Wilkes-Barre, PA Mine Explosion, Dec 1896


Mine Disaster Not So Serious as First Supposed


A Score or More of the Miners Entombed by an Explosion of Gas near Wilkes-Barre, but Fourteen Are Found to be Alive

Wilkes-Barre, PA., Dec 22-Fully a score of miners have perished by an explosion of gas in Baltimore No. 2 Shaft of the Delaware and Hudson Coal Company. Fifty or 60 others barely escaped with their lives.

The mine, when in full operation, employs in the neighborhood of 350 men and boys. About one third of this force was at work, and the number of workers was further reduced after 3 o'clock , when the day shift men came out. When the explosion occurred an hour later, there were probably 60 men in the mine. Of this number, 40 or thereabouts succeeded in getting safely to the surface.

Those who perished were at work on a plane fully a mile from the foot of the shaft. They were driving a tunnel and so far as known were in what was considered a safe place.

The fire boss had inspected the plane in the morning and declared it free from gas. The cause of the explosion is therefore a mystery, although the mine officials have several theories.

One report is that a fall of roof in the slope exploded a quantity of dynamite which was stored there and that this in turn, caused a feeder of gas to become ignited.

Another theory is that the gas was ignited by a careless workman, and a third that a blast set fire to the gas shortly before noon and that the men were fighting the fire when the explosion occurred.

The first knowledge of the catastrophe came to the surface by the noise of the explosion. The foundations of the houses over the mine shook and the dreadful rumor spread that another calamity had occurred.

A rescuing party, headed by JOHN MATTHEWS, was immediately organized and the brave fellows descended the shaft as quickly as the carriages could take them. But they did not remain long below. The ventilation was bad and after two of the party had been almost overcome by the deadly afterdamp, they were compelled to return to the surface.

A half hour later, the ventilation had been improved somewhat and another rescue party went down. They found three men lying unconscious in the doorway.

All the men who escaped with their lives had thrilling experiences. As soon as the explosion occurred they made a rush for the main gangway. Some crawled on their hands and knees for nearly a mile. They did not dare walk for the force of the afterdamp would have prostrated them. The strongest reached the foot of the shaft first, for it was a fight for life and each man was for himself. The older men had a desperate time. Some of them were about to give up the struggle, when they were pulled along by their comrades.


OWEN MURRAY and JOHN MINSLEY were found by the rescuers, who entered the mine shortly after, but they were unconscious and will scarcely recover. They are in Wilkes-Barre hospital. They were found near foot of the plane, where the explosion occurred.

ANDREW MCDONALD, one of the rescuers, nearly lost his life while attempting to recover the body of his brother JAMES. He knew where it would probably be found, entered the place and stumbled over a corpse in the darkness. He said he recognized his brother's clothes by the touch. He attempted to pull the body out, but was overcome by afterdamp and sank unconscious to the ground. It was with difficulty that he was brought to the surface. After reaching the open air and regaining consciousness he wanted to make a second trip into the mine, but was not allowed to go.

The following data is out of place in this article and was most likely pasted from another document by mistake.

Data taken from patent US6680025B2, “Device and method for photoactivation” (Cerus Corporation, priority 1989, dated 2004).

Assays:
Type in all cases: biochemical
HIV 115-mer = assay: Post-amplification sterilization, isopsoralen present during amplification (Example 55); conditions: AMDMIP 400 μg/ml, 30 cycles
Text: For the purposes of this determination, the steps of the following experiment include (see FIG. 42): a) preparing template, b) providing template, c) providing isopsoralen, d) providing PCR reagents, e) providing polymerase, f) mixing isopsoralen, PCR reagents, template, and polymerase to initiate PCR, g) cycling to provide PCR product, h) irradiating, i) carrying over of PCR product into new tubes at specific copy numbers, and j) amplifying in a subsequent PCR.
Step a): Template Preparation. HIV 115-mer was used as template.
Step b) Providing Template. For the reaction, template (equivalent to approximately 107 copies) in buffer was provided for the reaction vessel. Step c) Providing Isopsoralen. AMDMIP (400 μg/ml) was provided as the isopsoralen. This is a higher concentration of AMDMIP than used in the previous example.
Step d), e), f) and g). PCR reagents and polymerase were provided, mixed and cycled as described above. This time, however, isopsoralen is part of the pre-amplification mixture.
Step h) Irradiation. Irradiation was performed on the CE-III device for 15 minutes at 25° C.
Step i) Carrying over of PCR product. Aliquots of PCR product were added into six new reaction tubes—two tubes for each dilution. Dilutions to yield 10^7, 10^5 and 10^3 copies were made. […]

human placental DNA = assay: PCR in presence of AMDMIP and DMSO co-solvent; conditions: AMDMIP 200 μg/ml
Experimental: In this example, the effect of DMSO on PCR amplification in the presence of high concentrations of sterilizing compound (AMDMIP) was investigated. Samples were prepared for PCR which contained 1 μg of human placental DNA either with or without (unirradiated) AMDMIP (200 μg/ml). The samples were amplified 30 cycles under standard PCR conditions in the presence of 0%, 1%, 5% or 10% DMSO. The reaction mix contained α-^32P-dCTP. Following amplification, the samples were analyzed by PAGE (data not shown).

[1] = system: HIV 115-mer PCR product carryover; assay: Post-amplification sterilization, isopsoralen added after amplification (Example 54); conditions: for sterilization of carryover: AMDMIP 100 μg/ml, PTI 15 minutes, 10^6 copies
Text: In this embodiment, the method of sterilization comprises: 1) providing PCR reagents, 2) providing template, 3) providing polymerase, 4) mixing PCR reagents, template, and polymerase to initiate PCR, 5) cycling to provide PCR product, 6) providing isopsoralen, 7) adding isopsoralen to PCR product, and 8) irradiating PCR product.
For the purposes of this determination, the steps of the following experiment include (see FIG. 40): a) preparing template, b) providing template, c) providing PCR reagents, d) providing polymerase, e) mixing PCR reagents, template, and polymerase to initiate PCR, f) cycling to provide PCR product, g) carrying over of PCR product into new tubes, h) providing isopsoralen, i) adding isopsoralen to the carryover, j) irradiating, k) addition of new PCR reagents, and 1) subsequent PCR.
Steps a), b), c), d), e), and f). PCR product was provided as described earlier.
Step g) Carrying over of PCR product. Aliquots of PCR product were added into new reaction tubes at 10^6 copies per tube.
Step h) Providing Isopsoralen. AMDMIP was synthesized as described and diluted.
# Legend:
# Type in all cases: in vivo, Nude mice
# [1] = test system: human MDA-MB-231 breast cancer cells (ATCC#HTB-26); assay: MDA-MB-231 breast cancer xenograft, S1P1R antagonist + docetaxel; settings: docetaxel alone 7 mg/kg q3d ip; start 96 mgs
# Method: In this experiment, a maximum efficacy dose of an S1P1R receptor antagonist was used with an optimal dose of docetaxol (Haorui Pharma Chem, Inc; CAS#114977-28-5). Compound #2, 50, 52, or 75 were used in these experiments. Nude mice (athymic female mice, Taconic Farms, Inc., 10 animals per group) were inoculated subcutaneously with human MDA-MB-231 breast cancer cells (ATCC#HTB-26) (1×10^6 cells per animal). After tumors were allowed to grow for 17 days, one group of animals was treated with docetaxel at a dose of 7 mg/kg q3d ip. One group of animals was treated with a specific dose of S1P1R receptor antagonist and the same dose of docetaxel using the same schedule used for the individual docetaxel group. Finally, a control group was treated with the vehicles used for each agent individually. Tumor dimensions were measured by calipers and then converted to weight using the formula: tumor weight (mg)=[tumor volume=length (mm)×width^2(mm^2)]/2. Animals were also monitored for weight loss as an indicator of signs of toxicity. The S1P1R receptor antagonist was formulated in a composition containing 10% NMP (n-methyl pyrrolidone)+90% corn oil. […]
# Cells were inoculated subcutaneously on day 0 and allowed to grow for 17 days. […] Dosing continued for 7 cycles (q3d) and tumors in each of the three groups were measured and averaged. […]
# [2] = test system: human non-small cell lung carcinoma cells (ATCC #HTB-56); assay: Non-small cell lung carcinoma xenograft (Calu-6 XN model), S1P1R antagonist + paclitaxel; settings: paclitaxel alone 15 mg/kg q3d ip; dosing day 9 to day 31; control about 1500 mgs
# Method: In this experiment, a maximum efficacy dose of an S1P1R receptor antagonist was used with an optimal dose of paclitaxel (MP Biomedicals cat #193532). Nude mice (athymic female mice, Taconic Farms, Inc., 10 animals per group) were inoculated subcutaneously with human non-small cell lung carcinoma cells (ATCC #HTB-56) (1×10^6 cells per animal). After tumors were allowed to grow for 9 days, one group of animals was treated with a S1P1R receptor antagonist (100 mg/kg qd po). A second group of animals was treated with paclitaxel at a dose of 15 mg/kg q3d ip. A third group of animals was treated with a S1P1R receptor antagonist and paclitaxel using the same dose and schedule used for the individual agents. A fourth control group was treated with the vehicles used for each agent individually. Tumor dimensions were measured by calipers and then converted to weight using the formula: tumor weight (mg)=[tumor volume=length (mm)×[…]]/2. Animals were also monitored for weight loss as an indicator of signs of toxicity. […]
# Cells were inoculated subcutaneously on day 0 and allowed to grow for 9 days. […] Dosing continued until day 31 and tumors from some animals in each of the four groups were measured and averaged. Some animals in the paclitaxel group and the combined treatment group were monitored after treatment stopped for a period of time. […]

The usual heartrending scenes were witnessed at the mouth of the shaft when a big disaster occurs.

Superintendent FOOLE said that he was at loss to account for the explosion. Every precaution had been taken to make the mine safe, he declared. It had always been rule of the company to never allow their employees to enter a mine where there was the least jeopardy of life and this rule has been more enforced more strictly since the Pittston disaster of last June, when 57 men were buried in the twin shaft.


Entombed Miners Found to be Alive and Many Rescued

Wilkes-Barre, Dec 22-Further investigation of the workings in the mine have brought joyous results. Fourteen of the men were rescued alive and there is still hope of reaching the others before the deadly afterdamp claims them as victims.

Immediately after the disaster became known rescue gangs descended the shaft, but it was some time before the ventilation had been so managed that they could work in safety.

The party which entered the mine succeeded in pushing their way to the plane where the imprisoned men had been working and there they stumbled over the bodies of a number of unconscious men.

As quick as the work could be accomplished they were brought to the surface, where a corps of doctors was in waiting. wrapped in blankets, some of the victims were sent to their homes and some to hospitals. The physicians have hopes that all may recover. Had they been in the mine five minutes longer, all would probably have died of suffocation.

JOHN HEALY, one of the rescuers, who was one of the first to discover the bodies on the plane, says the men were huddled close together. They had apparently abandoned all hope of rescue and were resolved to die together.

The supposition is that the men, when they realized their danger, made their way to the highest point on the plane. The smoke found its way to them, however, and they were all but suffocated when found.

The theory of the explosion now is that there was a fall of rock on the slope where the dynamite was stored, that the dynamite exploded and the smoke filled the plane.

Grief was turned into joy when the rescued men were brought to the surface.

Hornellsville Weekly Tribune, Hornellsville, NY 25 Dec 1896